The disclosed invention is a dry edger which utilizes a two-part combination tool for edging the lens to an initial predetermined size and configuration with a first part of the tool, thereafter with a second part of that same tool completing the edging and size reduction process through a diamond bonded polishing tool which removes the smokey appearance on the edge, and then forming a safety bevel with that same second part. The combination tool of the invention avoids the need to remove the lens from the edger for polishing and safety beveling, thus minimizing handling and damage costs. Polishing of the edge by the polishing tool is facilitated by a water spray directed at the polishing tool. A vacuum removes the water droplets and lens blank particles from the interior of the edger cabinet, thus avoiding damage to electrical components and the like.
A tool for edging and polishing the edge of an eyeglass lens comprises an axially extending rotatable cutter body having first and second radially disposed and axially extending cutter portions. Each cutter portion has a first notch therein for shaping an edge of a lens. The notches are equiaxially spaced along the body. An axially extending polishing tool is secured to the body and is rotatable therewith. The polishing tool has a second notch formed therein for shaping an edge of a lens. The polishing tool has an abrasive coating applied thereto for reducing and polishing the lens edge.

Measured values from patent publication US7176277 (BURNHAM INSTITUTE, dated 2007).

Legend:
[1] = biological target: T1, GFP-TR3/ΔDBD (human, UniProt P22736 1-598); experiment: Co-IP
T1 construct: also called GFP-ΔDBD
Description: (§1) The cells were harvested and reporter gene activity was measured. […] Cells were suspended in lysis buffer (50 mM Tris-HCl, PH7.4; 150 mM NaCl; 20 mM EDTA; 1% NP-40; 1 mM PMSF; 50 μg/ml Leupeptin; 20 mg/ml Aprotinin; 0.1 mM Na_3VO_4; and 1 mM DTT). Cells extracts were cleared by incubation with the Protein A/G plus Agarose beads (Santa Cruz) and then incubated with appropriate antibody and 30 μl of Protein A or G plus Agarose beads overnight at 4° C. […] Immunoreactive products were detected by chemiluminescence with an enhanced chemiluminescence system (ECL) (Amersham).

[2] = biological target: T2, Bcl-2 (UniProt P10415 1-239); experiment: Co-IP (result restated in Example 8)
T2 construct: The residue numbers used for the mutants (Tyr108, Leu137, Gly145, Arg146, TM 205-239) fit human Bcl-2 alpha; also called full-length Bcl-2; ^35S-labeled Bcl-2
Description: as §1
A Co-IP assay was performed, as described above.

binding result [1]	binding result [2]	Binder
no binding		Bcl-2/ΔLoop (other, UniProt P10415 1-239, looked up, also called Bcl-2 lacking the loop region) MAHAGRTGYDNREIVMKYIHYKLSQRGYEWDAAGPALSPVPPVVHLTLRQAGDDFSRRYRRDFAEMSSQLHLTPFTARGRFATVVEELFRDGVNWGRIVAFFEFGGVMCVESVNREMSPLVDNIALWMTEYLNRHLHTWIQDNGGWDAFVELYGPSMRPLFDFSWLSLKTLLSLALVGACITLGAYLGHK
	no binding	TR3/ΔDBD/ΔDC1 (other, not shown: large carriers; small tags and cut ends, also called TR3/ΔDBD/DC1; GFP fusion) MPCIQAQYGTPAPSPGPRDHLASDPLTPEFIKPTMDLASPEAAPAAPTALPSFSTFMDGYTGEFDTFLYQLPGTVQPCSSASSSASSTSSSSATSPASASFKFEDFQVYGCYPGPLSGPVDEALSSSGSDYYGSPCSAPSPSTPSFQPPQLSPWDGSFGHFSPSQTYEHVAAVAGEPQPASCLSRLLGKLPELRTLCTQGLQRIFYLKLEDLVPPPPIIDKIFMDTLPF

A combination tool for edging and polishing the edge of an eyeglass lens comprises a longitudinally extending generally cylindrical body rotatable on the axis thereof, and a longitudinally extending generally cylindrical polishing tool secured to the body and rotatable therewith. The body includes an edger securable end portion and an oppositely disposed tool contacting portion. The tool contacting portion has an annular radially extending shoulder and an axially extending projection. A bore extends through the shoulder into the body, and the bore is intermediate the projection and the periphery of the body. A threaded bore extends into the projection. The polishing tool has a distal end portion and an oppositely disposed body contacting portion. The body contacting portion includes an annular shoulder and first and second bores, the first bore sized and configured to accept the projection and the second bore sized and configured to correspond to the body shoulder bore. A third bore extends axially through the polishing tool from the distal end portion to the first bore. A bolt extends through the first and third bores, and has a threaded end portion received within the threaded bore for securing the body and the tool. A pin is positioned within the shoulder bore and the second bore for aligning the polishing tool relative to the body.